5/28/2015 2:31:12 PM News

Scottish Aquaculture Innovation Centre funding award provides boost to Scottish salmon industry.

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A £4 million project to upscale the use of farmed wrasse in commercial salmon farms has begun.

Initiated by the Scottish Aquaculture Innovation Centre (SAIC), the new project, based in Machrihanish, in Argyll, has the potential to increase productivity on salmon farms and reduce the use of medicines in the industry. With the project agreement in place, the project team can set about taking validated lab research through to full application in the commercial environment.

The SAIC has awarded grant funding of £831,530 to the project, which has leveraged contributions worth £3.01 million from Marine Harvest (Scotland), Scottish Sea Farms, BioMar, and the University of Stirling.

Building on proof of concept established in previous research, the SAIC project will extend current knowledge through to upscaling of hatchery technologies; optimisation of cleaner fish welfare in salmon cages; and prototyping in the commercial environment.

Project outcomes will include commercial protocols, research tools and a new knowledge of the biology of the ballan wrasse. This will permit production of a handbook that individual farmers in Scotland – including SMEs – can use as a beginning-to-end guide on the breeding and husbandry of farmed wrasse.

Heather Jones, CEO of the Scottish Aquaculture Innovation Centre, said: "The Scottish Aquaculture Innovation Centre's role is to bring industry and academia together to help grow the industry sustainably through innovation. This project exactly fits that bill; sea lice control heads SAIC's list of Priority Innovation Areas. Our grant funding has galvanised an industry-academic collaboration that not only leverages substantial investment, but will feed into Scottish economic growth."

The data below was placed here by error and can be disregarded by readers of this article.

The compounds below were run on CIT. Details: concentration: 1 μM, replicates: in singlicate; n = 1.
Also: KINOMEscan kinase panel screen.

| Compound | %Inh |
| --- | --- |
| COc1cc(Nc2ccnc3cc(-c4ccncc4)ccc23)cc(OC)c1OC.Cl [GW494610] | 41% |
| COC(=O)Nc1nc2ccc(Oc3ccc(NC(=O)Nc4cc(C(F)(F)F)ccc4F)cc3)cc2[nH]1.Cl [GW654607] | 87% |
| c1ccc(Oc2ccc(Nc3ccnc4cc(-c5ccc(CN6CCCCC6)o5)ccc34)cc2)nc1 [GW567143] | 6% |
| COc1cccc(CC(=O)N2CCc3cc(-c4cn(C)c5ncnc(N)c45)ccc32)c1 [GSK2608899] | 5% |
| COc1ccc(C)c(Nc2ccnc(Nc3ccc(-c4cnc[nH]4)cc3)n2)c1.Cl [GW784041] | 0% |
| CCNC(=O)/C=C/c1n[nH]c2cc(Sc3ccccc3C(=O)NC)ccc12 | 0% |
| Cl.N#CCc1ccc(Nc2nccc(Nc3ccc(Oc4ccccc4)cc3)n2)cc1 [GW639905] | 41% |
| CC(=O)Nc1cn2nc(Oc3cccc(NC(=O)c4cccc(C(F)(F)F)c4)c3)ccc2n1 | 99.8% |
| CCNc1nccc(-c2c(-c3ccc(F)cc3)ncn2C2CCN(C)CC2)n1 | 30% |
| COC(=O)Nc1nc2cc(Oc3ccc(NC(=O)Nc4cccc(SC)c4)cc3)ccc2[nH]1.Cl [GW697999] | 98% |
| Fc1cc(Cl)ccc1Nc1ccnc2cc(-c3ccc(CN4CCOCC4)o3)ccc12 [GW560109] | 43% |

Steve Bracken, Business Support Manager at Marine Harvest (Scotland) Ltd, added: "The deployment of wrasse as a means to control sea lice should increase the availability of farm sites, reduce medication costs and increase production efficiency. All parts of the industry – from large companies such as ourselves, to SMEs - will see benefits from this, and the already-excellent reputation of Scottish salmon will be enhanced."

And the academic lead on the project team, Professor Hervé Migaud, Professor in Fish Physiology and Director of Research at Institute of Aquaculture, University of Stirling, commented: "The Scottish Aquaculture Innovation Centre's support and funding will enable us to extend this project from proof of concept to the commercial environment. The impact of the research will be considerable in both scientific and economic terms. In addition, PhD and Masters students at the Institute of Aquaculture have the opportunity to gain research expertise in one of the aquaculture industry's most pressing issues."